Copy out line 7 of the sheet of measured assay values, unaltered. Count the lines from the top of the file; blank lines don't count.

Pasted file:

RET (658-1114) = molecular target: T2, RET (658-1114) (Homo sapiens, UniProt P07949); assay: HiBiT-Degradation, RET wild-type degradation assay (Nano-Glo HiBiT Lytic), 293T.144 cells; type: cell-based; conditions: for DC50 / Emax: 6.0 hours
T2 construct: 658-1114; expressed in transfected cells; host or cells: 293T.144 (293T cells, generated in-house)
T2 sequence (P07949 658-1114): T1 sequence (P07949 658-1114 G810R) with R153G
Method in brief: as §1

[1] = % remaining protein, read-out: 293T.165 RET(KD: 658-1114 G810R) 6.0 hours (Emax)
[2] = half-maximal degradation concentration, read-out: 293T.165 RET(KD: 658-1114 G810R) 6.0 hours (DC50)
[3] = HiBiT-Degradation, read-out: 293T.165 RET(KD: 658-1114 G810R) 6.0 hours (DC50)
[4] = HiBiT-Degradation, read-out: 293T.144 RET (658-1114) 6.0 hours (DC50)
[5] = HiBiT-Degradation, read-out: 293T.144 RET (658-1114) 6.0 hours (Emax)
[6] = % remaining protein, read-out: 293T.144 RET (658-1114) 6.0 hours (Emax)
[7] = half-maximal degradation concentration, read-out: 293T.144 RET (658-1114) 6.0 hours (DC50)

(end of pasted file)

[3] = HiBiT-Degradation, read-out: 293T.165 RET(KD: 658-1114 G810R) 6.0 hours (DC50)